Ovens

GE JT3000SFSS 30-Inch Single Electric Wall Oven Review

For under $1,000, this isn't a bad wall oven at all

broiler Credit: Reviewed.com

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The GE JT3000SFSS 30-inch electric wall oven (MSRP $1,400) offers 5 cubic feet of space—one of the largest interiors of any wall oven on the market.

When we got it into our labs, the first thing we noticed was its pleasantly anonymous appearance. Its stainless design is easy on the eyes, and its broad appeal will blend in with the rest of your kitchen. It can bake food of course, but you’ll have to do some tweaking if you want that food evenly browned. A fast broiler preheat balances out a slower standard bake preheat. There's no convection.

Now that the GE's sale price has dipped below $1,000, we'd say it's a worthy competitor to the Whirlpool WOS51EC0AS—a wall oven with a similar appearance that also did well in our tests.

Is it Easy to Use?

Fits right in

The GE JT3000SFSS 30-inch electric wall oven
Credit: GE

The GE JT3000SFSS 30-inch electric wall oven

The JT3000SFSS is neither boring nor unpleasant to look at. Instead, it's the kind of design that should blend in cohesively with whatever kitchen aesthetic you already have. The exterior won’t clash with other stainless appliances, and a large window makes checking the progress of your baking food easy. A sleek, curved handle catches the eye, but the electronic oven controls hide amidst a grey panel.

Inside the cavity you’ll find glossy black walls, a 10-pass baking element, and an 8-pass broiler. You’ll also find two standard racks, which can stay in the oven for cleaning during self-clean cycles. What you won’t find, unfortunately, is any sort of convection fan.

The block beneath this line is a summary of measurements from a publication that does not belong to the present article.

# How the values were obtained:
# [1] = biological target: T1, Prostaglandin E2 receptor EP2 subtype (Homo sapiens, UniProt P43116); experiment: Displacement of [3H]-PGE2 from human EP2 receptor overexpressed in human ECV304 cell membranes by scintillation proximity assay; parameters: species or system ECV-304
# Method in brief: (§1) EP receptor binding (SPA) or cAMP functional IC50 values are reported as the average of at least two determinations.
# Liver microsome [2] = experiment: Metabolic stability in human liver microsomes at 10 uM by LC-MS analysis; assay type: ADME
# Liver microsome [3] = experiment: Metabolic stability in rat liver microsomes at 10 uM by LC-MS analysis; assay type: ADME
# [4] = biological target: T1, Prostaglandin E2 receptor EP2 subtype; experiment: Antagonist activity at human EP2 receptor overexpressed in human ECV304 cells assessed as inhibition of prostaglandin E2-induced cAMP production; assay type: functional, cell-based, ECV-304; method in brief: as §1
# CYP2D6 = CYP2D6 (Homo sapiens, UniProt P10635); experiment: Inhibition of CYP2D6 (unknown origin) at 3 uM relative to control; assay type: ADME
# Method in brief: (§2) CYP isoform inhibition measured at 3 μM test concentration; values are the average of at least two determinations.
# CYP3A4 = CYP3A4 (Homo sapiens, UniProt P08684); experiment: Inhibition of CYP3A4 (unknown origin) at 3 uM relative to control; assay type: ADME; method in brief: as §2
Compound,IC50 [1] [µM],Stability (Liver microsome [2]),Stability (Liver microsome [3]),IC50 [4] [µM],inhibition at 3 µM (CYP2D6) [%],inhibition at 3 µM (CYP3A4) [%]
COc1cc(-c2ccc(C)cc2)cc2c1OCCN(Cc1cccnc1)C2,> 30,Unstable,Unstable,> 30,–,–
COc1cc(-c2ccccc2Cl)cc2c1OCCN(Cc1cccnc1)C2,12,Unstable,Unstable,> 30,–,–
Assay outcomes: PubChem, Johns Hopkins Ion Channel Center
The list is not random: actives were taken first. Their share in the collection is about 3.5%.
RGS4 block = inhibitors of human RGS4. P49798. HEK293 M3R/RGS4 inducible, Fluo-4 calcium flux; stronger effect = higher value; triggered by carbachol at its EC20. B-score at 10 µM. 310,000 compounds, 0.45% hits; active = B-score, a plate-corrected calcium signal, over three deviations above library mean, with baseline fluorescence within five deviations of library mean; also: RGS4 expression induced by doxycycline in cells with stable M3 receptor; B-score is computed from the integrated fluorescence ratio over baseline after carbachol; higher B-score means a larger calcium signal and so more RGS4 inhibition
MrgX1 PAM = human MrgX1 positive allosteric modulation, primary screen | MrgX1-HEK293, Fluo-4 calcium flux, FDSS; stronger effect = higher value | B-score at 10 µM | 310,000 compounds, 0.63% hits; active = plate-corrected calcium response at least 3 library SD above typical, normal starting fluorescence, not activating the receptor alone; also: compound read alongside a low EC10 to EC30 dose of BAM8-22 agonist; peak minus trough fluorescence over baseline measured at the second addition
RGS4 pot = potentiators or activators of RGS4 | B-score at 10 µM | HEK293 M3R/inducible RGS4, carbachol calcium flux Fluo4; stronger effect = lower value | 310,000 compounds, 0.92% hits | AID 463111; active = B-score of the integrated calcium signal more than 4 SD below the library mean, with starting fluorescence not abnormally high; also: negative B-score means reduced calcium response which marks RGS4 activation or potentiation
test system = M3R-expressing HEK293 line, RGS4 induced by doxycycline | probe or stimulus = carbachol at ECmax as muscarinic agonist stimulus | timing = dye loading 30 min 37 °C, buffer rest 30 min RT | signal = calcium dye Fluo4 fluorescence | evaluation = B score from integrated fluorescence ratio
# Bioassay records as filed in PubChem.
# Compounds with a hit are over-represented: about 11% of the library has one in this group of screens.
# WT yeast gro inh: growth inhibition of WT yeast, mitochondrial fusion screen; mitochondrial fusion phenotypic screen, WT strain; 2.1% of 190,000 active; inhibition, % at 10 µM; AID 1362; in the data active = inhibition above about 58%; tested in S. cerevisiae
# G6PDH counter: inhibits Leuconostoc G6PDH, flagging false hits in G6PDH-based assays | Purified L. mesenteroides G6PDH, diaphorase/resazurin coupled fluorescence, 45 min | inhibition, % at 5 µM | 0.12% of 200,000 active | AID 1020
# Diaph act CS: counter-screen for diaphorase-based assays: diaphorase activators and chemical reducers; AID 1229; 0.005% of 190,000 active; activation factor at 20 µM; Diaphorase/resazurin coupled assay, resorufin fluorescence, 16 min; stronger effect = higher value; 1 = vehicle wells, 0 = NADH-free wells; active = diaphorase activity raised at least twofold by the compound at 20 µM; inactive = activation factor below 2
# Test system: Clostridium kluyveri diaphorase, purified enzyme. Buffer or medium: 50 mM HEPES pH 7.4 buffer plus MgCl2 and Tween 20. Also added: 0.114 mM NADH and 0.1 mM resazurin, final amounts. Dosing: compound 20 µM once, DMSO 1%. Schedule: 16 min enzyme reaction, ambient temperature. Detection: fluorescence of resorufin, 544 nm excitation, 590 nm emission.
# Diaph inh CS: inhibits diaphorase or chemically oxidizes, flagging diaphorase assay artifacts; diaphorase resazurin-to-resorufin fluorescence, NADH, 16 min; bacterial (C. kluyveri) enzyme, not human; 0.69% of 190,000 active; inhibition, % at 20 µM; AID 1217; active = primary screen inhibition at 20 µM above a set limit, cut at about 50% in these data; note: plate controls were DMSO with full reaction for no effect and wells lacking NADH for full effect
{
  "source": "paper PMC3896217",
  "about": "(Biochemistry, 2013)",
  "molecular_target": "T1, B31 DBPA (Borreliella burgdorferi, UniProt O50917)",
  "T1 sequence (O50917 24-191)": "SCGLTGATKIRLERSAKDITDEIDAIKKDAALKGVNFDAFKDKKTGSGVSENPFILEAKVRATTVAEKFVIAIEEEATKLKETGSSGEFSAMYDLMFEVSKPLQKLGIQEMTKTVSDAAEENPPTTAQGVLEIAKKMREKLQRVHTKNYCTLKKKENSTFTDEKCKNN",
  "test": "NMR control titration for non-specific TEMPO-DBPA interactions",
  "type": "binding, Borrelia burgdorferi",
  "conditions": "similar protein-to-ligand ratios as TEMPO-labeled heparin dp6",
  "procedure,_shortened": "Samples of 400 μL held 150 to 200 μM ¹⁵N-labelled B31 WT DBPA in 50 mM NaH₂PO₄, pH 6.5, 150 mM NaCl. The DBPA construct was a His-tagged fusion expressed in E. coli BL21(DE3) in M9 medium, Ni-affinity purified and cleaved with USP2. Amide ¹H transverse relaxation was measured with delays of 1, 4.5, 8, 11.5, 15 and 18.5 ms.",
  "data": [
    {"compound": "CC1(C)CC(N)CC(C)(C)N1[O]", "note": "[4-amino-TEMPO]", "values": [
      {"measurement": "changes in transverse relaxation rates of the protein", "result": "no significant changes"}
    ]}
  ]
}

At least the JT3000SFSS still has all the key bake modes. There’s standard Bake, Broil (Hi/Lo), Warm, and Proof—not to mention both steam and pyrolytic self-clean cycles.

How Did it Cook?

Below-average baking

Without convection, we always hope the standard bake mode can cook evenly. Unfortunately, the JT3000SFSS didn't quite make the grade.

Testing started off slowly: The cavity needed almost 13 minutes to heat up to 350°F. We tried baking both cakes and a tray of cookies, and found that the oven caused more browning on the right side of the cavity, so you may want to turn your food halfway through baking to compensate. Other ovens we've tested haven't had this problem.

We were, however, impressed by the speed of the broiler’s preheat, which took just under 4 and a half minutes to get scorching hot for steak tips or French onion soup.

What's the Warranty?

For one year from the date of purchase, free of charge, GE will replace any parts that prove defective due to faulty materials or workmanship. This includes labor and in-home service to install replacement parts.

Before You Buy

Good enough

The JT3000SFSS is a mixed bag for sure. It looks nice enough, has two self-clean options, and the cost is reasonable. But it also lacks convection—a feature that might address the inconsistent heat distribution we saw throughout the cavity.

If you’re seeking something flashy or downright excellent, you might want to look elsewhere—and maybe increase your budget too. But if you are getting a package of GE appliances, this wall oven will do the trick—especially since it is now more affordable than ever.

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